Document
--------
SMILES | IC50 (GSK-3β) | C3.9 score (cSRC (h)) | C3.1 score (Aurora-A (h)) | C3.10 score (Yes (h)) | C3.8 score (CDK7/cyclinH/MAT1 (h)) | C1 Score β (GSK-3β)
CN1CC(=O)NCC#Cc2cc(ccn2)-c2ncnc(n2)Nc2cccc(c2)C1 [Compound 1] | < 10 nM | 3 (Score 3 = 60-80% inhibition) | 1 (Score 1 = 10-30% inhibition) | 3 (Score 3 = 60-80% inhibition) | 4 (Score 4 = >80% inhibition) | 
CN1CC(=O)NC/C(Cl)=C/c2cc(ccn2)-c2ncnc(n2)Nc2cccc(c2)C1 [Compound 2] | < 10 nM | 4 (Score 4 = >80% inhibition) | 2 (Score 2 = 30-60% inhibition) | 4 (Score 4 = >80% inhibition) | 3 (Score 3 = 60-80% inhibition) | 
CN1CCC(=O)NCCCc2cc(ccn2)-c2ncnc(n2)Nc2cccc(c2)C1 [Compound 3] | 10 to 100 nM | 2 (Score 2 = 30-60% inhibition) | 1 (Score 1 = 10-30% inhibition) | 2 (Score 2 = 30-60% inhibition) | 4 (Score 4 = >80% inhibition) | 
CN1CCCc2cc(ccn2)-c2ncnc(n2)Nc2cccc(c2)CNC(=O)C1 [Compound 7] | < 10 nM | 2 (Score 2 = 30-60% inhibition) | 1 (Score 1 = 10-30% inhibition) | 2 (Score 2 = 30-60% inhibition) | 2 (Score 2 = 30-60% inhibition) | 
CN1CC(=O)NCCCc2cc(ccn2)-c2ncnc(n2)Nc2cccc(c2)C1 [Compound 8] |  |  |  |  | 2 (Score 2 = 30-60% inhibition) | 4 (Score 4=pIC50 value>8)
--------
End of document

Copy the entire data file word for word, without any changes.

SMILES | IC50 (GSK-3β) | C3.9 score (cSRC (h)) | C3.1 score (Aurora-A (h)) | C3.10 score (Yes (h)) | C3.8 score (CDK7/cyclinH/MAT1 (h)) | C1 Score β (GSK-3β)
CN1CC(=O)NCC#Cc2cc(ccn2)-c2ncnc(n2)Nc2cccc(c2)C1 [Compound 1] | < 10 nM | 3 (Score 3 = 60-80% inhibition) | 1 (Score 1 = 10-30% inhibition) | 3 (Score 3 = 60-80% inhibition) | 4 (Score 4 = >80% inhibition) | 
CN1CC(=O)NC/C(Cl)=C/c2cc(ccn2)-c2ncnc(n2)Nc2cccc(c2)C1 [Compound 2] | < 10 nM | 4 (Score 4 = >80% inhibition) | 2 (Score 2 = 30-60% inhibition) | 4 (Score 4 = >80% inhibition) | 3 (Score 3 = 60-80% inhibition) | 
CN1CCC(=O)NCCCc2cc(ccn2)-c2ncnc(n2)Nc2cccc(c2)C1 [Compound 3] | 10 to 100 nM | 2 (Score 2 = 30-60% inhibition) | 1 (Score 1 = 10-30% inhibition) | 2 (Score 2 = 30-60% inhibition) | 4 (Score 4 = >80% inhibition) | 
CN1CCCc2cc(ccn2)-c2ncnc(n2)Nc2cccc(c2)CNC(=O)C1 [Compound 7] | < 10 nM | 2 (Score 2 = 30-60% inhibition) | 1 (Score 1 = 10-30% inhibition) | 2 (Score 2 = 30-60% inhibition) | 2 (Score 2 = 30-60% inhibition) | 
CN1CC(=O)NCCCc2cc(ccn2)-c2ncnc(n2)Nc2cccc(c2)C1 [Compound 8] |  |  |  |  | 2 (Score 2 = 30-60% inhibition) | 4 (Score 4=pIC50 value>8)